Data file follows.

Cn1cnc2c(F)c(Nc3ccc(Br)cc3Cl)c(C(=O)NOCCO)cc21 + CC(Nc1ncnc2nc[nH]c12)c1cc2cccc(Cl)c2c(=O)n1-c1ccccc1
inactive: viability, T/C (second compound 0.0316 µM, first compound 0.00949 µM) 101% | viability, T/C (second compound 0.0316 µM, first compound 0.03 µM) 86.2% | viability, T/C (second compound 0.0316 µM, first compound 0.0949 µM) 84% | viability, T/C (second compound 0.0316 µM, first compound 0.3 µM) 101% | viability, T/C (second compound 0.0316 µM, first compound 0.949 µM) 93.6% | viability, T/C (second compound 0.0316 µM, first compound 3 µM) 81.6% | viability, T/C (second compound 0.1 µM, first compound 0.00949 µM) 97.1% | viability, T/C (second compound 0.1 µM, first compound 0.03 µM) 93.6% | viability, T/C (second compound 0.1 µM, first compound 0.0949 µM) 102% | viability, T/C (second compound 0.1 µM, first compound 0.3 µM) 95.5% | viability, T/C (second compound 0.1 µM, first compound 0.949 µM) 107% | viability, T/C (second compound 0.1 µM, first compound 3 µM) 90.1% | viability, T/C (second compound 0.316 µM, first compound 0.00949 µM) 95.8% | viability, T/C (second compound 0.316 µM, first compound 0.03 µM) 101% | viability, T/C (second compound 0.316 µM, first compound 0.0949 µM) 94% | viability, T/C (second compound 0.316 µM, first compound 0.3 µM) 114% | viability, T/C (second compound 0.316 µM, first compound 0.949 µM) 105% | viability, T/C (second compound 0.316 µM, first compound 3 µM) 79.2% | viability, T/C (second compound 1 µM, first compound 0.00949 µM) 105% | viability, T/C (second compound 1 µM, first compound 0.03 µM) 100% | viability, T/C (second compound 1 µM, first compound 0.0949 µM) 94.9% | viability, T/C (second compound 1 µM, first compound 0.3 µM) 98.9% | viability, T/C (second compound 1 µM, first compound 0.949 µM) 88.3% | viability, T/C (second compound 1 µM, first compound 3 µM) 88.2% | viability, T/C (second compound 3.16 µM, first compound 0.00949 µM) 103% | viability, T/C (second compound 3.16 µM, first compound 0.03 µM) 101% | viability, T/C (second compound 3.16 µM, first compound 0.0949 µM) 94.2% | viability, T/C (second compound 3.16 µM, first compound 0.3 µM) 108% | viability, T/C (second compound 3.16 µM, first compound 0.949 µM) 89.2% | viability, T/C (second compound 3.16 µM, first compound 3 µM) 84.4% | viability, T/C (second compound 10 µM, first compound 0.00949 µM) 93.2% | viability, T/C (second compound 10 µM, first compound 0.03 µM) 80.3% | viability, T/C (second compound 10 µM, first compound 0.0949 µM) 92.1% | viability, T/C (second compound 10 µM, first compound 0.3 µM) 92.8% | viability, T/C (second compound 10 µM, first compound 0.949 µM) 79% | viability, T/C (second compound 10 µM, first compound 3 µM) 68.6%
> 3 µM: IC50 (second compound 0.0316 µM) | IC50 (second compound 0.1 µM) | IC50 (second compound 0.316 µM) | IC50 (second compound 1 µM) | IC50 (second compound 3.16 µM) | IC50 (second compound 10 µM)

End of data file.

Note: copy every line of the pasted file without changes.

Cn1cnc2c(F)c(Nc3ccc(Br)cc3Cl)c(C(=O)NOCCO)cc21 + CC(Nc1ncnc2nc[nH]c12)c1cc2cccc(Cl)c2c(=O)n1-c1ccccc1
inactive: viability, T/C (second compound 0.0316 µM, first compound 0.00949 µM) 101% | viability, T/C (second compound 0.0316 µM, first compound 0.03 µM) 86.2% | viability, T/C (second compound 0.0316 µM, first compound 0.0949 µM) 84% | viability, T/C (second compound 0.0316 µM, first compound 0.3 µM) 101% | viability, T/C (second compound 0.0316 µM, first compound 0.949 µM) 93.6% | viability, T/C (second compound 0.0316 µM, first compound 3 µM) 81.6% | viability, T/C (second compound 0.1 µM, first compound 0.00949 µM) 97.1% | viability, T/C (second compound 0.1 µM, first compound 0.03 µM) 93.6% | viability, T/C (second compound 0.1 µM, first compound 0.0949 µM) 102% | viability, T/C (second compound 0.1 µM, first compound 0.3 µM) 95.5% | viability, T/C (second compound 0.1 µM, first compound 0.949 µM) 107% | viability, T/C (second compound 0.1 µM, first compound 3 µM) 90.1% | viability, T/C (second compound 0.316 µM, first compound 0.00949 µM) 95.8% | viability, T/C (second compound 0.316 µM, first compound 0.03 µM) 101% | viability, T/C (second compound 0.316 µM, first compound 0.0949 µM) 94% | viability, T/C (second compound 0.316 µM, first compound 0.3 µM) 114% | viability, T/C (second compound 0.316 µM, first compound 0.949 µM) 105% | viability, T/C (second compound 0.316 µM, first compound 3 µM) 79.2% | viability, T/C (second compound 1 µM, first compound 0.00949 µM) 105% | viability, T/C (second compound 1 µM, first compound 0.03 µM) 100% | viability, T/C (second compound 1 µM, first compound 0.0949 µM) 94.9% | viability, T/C (second compound 1 µM, first compound 0.3 µM) 98.9% | viability, T/C (second compound 1 µM, first compound 0.949 µM) 88.3% | viability, T/C (second compound 1 µM, first compound 3 µM) 88.2% | viability, T/C (second compound 3.16 µM, first compound 0.00949 µM) 103% | viability, T/C (second compound 3.16 µM, first compound 0.03 µM) 101% | viability, T/C (second compound 3.16 µM, first compound 0.0949 µM) 94.2% | viability, T/C (second compound 3.16 µM, first compound 0.3 µM) 108% | viability, T/C (second compound 3.16 µM, first compound 0.949 µM) 89.2% | viability, T/C (second compound 3.16 µM, first compound 3 µM) 84.4% | viability, T/C (second compound 10 µM, first compound 0.00949 µM) 93.2% | viability, T/C (second compound 10 µM, first compound 0.03 µM) 80.3% | viability, T/C (second compound 10 µM, first compound 0.0949 µM) 92.1% | viability, T/C (second compound 10 µM, first compound 0.3 µM) 92.8% | viability, T/C (second compound 10 µM, first compound 0.949 µM) 79% | viability, T/C (second compound 10 µM, first compound 3 µM) 68.6%
> 3 µM: IC50 (second compound 0.0316 µM) | IC50 (second compound 0.1 µM) | IC50 (second compound 0.316 µM) | IC50 (second compound 1 µM) | IC50 (second compound 3.16 µM) | IC50 (second compound 10 µM)